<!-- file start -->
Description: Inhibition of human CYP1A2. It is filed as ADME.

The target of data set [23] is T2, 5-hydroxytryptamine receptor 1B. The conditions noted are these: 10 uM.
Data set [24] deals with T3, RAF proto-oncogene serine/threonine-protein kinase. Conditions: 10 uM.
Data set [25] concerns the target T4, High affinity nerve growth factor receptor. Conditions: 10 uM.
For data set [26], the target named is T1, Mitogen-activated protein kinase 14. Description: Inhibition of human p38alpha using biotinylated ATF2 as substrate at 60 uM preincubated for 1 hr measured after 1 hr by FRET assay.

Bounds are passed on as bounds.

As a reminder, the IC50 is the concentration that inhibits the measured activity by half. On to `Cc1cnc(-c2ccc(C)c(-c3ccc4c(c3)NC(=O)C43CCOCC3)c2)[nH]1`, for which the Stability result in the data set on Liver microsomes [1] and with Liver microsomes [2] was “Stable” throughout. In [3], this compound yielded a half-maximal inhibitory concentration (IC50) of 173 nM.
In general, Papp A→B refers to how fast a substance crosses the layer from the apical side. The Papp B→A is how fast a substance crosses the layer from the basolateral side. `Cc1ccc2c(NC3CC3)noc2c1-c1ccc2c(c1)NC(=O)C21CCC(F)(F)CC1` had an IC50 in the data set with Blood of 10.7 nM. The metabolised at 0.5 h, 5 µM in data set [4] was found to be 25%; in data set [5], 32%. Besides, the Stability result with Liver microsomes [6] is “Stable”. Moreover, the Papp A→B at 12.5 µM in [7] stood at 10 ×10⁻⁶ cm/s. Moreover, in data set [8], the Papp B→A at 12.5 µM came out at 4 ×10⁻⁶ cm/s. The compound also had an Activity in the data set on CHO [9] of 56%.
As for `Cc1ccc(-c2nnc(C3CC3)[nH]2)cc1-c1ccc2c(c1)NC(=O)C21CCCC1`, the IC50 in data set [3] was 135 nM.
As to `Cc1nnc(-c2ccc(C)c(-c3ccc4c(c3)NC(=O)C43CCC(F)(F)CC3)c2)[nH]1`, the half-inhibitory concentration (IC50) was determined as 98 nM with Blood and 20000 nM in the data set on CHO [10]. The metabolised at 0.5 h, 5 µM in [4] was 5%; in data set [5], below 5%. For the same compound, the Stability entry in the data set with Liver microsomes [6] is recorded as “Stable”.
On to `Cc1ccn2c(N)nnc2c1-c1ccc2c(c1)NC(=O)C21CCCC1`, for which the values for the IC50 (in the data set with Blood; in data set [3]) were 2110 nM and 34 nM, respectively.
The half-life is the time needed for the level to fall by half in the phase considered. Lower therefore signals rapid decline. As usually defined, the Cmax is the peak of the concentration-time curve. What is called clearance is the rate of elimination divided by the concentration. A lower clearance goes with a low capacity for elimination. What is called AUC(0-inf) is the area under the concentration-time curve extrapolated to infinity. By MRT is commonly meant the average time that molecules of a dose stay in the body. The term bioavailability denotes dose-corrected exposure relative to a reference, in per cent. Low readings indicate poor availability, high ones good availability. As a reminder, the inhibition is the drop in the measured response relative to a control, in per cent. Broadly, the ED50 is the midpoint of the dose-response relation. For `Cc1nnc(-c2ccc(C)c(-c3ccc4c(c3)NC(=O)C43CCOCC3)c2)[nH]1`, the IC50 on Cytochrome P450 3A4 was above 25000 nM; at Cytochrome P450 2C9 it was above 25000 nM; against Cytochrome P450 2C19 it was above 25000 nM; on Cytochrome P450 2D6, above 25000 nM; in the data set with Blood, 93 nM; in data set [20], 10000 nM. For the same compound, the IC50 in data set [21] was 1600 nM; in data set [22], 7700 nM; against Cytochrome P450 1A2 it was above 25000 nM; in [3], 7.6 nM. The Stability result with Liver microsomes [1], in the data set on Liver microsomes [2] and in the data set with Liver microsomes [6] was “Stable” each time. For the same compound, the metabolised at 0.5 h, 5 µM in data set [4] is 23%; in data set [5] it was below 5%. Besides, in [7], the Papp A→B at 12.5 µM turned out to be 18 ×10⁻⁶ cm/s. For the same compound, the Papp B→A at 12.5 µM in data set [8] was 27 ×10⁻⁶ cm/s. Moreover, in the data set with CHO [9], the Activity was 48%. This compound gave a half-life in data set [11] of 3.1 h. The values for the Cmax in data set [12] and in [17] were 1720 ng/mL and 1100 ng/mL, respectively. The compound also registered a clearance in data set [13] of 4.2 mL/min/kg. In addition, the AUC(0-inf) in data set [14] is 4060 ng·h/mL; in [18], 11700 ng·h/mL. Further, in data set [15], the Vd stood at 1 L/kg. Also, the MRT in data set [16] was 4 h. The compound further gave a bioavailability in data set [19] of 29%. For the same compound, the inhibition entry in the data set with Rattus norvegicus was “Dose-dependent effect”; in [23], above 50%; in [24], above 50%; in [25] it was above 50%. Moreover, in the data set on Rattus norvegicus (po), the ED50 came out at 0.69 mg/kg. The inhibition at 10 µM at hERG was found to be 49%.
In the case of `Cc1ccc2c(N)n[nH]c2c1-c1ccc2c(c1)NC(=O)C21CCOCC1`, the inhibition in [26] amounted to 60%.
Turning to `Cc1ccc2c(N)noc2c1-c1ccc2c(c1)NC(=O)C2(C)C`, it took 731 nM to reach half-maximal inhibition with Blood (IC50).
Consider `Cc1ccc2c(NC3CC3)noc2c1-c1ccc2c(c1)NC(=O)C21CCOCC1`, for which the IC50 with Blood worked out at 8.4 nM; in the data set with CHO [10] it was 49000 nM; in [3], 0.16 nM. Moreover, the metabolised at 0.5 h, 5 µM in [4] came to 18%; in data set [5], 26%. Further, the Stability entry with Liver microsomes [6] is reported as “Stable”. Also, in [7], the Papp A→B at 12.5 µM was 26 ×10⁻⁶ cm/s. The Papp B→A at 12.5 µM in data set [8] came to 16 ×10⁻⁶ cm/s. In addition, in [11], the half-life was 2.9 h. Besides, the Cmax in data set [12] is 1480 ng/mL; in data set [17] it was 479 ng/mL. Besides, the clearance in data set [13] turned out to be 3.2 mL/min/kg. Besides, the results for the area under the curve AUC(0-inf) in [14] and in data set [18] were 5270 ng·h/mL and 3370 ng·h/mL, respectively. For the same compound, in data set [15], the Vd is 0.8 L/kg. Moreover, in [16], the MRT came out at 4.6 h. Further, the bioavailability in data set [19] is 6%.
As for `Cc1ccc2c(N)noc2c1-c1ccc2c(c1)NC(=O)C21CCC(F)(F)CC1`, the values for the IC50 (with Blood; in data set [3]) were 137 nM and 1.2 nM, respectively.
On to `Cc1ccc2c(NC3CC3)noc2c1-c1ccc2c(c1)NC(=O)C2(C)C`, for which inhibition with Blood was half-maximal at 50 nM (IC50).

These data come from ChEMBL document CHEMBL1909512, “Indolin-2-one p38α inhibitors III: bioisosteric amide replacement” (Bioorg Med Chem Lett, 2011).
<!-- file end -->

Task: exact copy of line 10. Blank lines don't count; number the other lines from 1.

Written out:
As to `Cc1nnc(-c2ccc(C)c(-c3ccc4c(c3)NC(=O)C43CCC(F)(F)CC3)c2)[nH]1`, the half-inhibitory concentration (IC50) was determined as 98 nM with Blood and 20000 nM in the data set on CHO [10]. The metabolised at 0.5 h, 5 µM in [4] was 5%; in data set [5], below 5%. For the same compound, the Stability entry in the data set with Liver microsomes [6] is recorded as “Stable”.